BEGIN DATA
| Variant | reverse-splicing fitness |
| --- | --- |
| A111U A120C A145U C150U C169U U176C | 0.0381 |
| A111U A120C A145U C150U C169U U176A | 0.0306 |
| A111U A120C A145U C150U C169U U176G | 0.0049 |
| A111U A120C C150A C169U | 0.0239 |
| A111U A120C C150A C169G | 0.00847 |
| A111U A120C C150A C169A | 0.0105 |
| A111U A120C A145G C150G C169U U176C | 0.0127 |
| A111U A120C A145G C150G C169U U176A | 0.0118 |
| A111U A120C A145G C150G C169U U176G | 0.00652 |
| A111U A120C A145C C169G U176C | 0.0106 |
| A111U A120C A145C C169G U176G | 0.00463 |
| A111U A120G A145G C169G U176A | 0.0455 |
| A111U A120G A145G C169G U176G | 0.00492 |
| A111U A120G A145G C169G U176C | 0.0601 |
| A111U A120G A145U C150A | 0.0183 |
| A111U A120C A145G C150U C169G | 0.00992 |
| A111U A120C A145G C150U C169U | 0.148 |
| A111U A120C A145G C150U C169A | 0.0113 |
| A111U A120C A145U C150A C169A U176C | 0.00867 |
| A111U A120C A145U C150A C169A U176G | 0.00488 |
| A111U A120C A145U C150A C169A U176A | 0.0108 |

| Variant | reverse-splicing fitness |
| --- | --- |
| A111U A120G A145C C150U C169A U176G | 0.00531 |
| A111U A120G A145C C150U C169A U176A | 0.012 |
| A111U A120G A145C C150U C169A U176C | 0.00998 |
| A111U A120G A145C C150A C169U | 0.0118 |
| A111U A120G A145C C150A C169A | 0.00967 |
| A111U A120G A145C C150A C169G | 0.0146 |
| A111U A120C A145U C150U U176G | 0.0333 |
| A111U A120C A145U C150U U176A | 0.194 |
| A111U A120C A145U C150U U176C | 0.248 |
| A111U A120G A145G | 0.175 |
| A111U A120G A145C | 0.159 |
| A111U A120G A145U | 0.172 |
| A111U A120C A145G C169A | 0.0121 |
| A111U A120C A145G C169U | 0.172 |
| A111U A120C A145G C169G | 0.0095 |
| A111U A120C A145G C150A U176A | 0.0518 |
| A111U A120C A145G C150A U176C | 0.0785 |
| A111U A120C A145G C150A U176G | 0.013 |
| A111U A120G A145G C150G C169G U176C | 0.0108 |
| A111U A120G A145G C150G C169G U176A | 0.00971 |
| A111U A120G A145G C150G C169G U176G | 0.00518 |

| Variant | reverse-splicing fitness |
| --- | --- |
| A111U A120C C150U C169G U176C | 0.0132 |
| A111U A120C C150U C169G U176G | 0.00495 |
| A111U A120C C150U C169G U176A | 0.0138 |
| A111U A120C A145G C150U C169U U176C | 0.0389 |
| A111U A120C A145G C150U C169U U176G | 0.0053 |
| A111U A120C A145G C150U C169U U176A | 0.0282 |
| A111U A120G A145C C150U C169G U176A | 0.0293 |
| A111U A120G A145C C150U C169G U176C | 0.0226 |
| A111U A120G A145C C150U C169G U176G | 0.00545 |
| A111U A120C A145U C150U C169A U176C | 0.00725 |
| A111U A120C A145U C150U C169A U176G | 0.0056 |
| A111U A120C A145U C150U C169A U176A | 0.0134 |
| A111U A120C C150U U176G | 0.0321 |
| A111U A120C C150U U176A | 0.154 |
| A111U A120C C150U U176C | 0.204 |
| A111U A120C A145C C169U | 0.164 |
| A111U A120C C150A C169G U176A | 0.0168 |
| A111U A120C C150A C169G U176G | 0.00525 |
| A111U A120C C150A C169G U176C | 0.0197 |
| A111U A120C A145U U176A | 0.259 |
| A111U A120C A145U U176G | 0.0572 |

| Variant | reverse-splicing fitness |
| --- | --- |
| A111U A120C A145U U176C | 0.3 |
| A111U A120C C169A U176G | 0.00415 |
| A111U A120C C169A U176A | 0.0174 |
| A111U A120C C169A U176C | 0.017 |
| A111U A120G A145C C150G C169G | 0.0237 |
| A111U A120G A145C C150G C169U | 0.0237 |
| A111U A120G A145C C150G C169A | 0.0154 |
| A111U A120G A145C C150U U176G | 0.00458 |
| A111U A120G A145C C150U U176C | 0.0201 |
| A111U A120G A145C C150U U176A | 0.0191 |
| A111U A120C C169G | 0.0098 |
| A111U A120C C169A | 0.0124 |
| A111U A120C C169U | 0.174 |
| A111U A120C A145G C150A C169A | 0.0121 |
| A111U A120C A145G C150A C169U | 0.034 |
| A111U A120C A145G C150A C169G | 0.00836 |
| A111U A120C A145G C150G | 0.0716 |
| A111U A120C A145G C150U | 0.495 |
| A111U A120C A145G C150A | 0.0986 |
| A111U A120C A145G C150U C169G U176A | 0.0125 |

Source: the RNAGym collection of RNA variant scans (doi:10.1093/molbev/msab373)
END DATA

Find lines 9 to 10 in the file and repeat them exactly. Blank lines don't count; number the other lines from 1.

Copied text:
| A111U A120C A145G C150G C169U U176C | 0.0127 |
| A111U A120C A145G C150G C169U U176A | 0.0118 |